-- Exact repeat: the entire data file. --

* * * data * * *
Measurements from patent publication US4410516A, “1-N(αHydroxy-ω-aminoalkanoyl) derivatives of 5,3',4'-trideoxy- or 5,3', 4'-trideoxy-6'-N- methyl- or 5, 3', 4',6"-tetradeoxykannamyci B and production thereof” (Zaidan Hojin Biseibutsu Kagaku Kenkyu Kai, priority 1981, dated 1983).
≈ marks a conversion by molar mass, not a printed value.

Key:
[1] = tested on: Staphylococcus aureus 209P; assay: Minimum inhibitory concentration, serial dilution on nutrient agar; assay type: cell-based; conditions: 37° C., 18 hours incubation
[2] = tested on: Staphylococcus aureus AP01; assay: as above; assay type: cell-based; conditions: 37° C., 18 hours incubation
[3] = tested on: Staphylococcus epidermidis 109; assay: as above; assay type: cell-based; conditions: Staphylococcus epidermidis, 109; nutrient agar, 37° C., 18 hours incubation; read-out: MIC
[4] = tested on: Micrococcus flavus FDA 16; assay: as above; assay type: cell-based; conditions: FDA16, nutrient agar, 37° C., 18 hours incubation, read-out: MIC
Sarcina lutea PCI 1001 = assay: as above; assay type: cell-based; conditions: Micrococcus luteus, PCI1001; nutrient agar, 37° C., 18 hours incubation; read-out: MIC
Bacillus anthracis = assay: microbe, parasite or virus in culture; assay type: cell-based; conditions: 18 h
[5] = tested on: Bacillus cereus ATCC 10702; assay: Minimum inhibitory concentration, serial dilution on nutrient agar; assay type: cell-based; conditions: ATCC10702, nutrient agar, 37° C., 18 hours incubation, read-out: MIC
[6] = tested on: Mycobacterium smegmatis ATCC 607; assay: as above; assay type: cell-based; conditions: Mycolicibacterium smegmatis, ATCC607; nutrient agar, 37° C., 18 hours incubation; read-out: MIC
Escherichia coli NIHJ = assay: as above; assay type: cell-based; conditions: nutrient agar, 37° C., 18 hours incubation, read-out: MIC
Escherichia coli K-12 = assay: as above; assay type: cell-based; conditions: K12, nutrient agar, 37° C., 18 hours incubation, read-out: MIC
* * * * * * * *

Measurements from patent publication US4410516A, “1-N(αHydroxy-ω-aminoalkanoyl) derivatives of 5,3',4'-trideoxy- or 5,3', 4'-trideoxy-6'-N- methyl- or 5, 3', 4',6"-tetradeoxykannamyci B and production thereof” (Zaidan Hojin Biseibutsu Kagaku Kenkyu Kai, priority 1981, dated 1983).
≈ marks a conversion by molar mass, not a printed value.

Key:
[1] = tested on: Staphylococcus aureus 209P; assay: Minimum inhibitory concentration, serial dilution on nutrient agar; assay type: cell-based; conditions: 37° C., 18 hours incubation
[2] = tested on: Staphylococcus aureus AP01; assay: as above; assay type: cell-based; conditions: 37° C., 18 hours incubation
[3] = tested on: Staphylococcus epidermidis 109; assay: as above; assay type: cell-based; conditions: Staphylococcus epidermidis, 109; nutrient agar, 37° C., 18 hours incubation; read-out: MIC
[4] = tested on: Micrococcus flavus FDA 16; assay: as above; assay type: cell-based; conditions: FDA16, nutrient agar, 37° C., 18 hours incubation, read-out: MIC
Sarcina lutea PCI 1001 = assay: as above; assay type: cell-based; conditions: Micrococcus luteus, PCI1001; nutrient agar, 37° C., 18 hours incubation; read-out: MIC
Bacillus anthracis = assay: microbe, parasite or virus in culture; assay type: cell-based; conditions: 18 h
[5] = tested on: Bacillus cereus ATCC 10702; assay: Minimum inhibitory concentration, serial dilution on nutrient agar; assay type: cell-based; conditions: ATCC10702, nutrient agar, 37° C., 18 hours incubation, read-out: MIC
[6] = tested on: Mycobacterium smegmatis ATCC 607; assay: as above; assay type: cell-based; conditions: Mycolicibacterium smegmatis, ATCC607; nutrient agar, 37° C., 18 hours incubation; read-out: MIC
Escherichia coli NIHJ = assay: as above; assay type: cell-based; conditions: nutrient agar, 37° C., 18 hours incubation, read-out: MIC
Escherichia coli K-12 = assay: as above; assay type: cell-based; conditions: K12, nutrient agar, 37° C., 18 hours incubation, read-out: MIC